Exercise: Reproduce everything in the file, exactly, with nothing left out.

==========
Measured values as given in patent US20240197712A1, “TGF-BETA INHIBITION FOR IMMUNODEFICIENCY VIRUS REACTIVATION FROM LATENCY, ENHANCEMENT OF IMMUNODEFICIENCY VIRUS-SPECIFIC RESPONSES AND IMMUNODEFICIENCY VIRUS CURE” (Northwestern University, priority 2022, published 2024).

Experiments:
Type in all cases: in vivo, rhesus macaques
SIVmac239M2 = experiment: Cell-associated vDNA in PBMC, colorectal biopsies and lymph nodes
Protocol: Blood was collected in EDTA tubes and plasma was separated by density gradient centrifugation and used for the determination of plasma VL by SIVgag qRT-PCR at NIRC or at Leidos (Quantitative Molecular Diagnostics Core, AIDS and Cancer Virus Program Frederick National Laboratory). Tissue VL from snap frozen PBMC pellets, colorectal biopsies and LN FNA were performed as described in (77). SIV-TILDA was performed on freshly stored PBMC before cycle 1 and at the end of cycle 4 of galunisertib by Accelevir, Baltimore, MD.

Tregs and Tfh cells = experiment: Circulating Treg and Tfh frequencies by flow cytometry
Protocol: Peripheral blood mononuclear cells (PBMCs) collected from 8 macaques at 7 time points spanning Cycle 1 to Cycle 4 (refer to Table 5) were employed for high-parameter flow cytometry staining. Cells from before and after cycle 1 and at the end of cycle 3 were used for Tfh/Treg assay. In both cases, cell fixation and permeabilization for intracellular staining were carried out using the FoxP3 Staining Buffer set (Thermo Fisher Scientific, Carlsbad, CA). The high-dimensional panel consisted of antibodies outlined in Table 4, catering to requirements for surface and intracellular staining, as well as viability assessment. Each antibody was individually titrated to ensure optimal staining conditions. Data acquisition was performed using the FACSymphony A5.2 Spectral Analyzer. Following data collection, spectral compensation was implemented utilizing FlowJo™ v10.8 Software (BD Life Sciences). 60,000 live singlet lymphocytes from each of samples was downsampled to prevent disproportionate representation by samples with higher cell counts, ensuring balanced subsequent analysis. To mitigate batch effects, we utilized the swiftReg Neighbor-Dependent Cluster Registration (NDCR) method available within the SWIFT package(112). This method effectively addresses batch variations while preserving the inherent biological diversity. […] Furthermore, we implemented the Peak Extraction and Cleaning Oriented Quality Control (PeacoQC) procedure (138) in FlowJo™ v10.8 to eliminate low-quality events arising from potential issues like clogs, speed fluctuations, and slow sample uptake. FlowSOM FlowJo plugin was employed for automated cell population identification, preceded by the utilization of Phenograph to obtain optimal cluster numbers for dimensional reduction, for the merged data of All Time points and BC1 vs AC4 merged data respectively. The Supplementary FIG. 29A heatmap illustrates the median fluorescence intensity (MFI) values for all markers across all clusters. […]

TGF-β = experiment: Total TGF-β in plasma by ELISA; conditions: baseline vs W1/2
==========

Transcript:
Measured values as given in patent US20240197712A1, “TGF-BETA INHIBITION FOR IMMUNODEFICIENCY VIRUS REACTIVATION FROM LATENCY, ENHANCEMENT OF IMMUNODEFICIENCY VIRUS-SPECIFIC RESPONSES AND IMMUNODEFICIENCY VIRUS CURE” (Northwestern University, priority 2022, published 2024).

Experiments:
Type in all cases: in vivo, rhesus macaques
SIVmac239M2 = experiment: Cell-associated vDNA in PBMC, colorectal biopsies and lymph nodes
Protocol: Blood was collected in EDTA tubes and plasma was separated by density gradient centrifugation and used for the determination of plasma VL by SIVgag qRT-PCR at NIRC or at Leidos (Quantitative Molecular Diagnostics Core, AIDS and Cancer Virus Program Frederick National Laboratory). Tissue VL from snap frozen PBMC pellets, colorectal biopsies and LN FNA were performed as described in (77). SIV-TILDA was performed on freshly stored PBMC before cycle 1 and at the end of cycle 4 of galunisertib by Accelevir, Baltimore, MD.

Tregs and Tfh cells = experiment: Circulating Treg and Tfh frequencies by flow cytometry
Protocol: Peripheral blood mononuclear cells (PBMCs) collected from 8 macaques at 7 time points spanning Cycle 1 to Cycle 4 (refer to Table 5) were employed for high-parameter flow cytometry staining. Cells from before and after cycle 1 and at the end of cycle 3 were used for Tfh/Treg assay. In both cases, cell fixation and permeabilization for intracellular staining were carried out using the FoxP3 Staining Buffer set (Thermo Fisher Scientific, Carlsbad, CA). The high-dimensional panel consisted of antibodies outlined in Table 4, catering to requirements for surface and intracellular staining, as well as viability assessment. Each antibody was individually titrated to ensure optimal staining conditions. Data acquisition was performed using the FACSymphony A5.2 Spectral Analyzer. Following data collection, spectral compensation was implemented utilizing FlowJo™ v10.8 Software (BD Life Sciences). 60,000 live singlet lymphocytes from each of samples was downsampled to prevent disproportionate representation by samples with higher cell counts, ensuring balanced subsequent analysis. To mitigate batch effects, we utilized the swiftReg Neighbor-Dependent Cluster Registration (NDCR) method available within the SWIFT package(112). This method effectively addresses batch variations while preserving the inherent biological diversity. […] Furthermore, we implemented the Peak Extraction and Cleaning Oriented Quality Control (PeacoQC) procedure (138) in FlowJo™ v10.8 to eliminate low-quality events arising from potential issues like clogs, speed fluctuations, and slow sample uptake. FlowSOM FlowJo plugin was employed for automated cell population identification, preceded by the utilization of Phenograph to obtain optimal cluster numbers for dimensional reduction, for the merged data of All Time points and BC1 vs AC4 merged data respectively. The Supplementary FIG. 29A heatmap illustrates the median fluorescence intensity (MFI) values for all markers across all clusters. […]

TGF-β = experiment: Total TGF-β in plasma by ELISA; conditions: baseline vs W1/2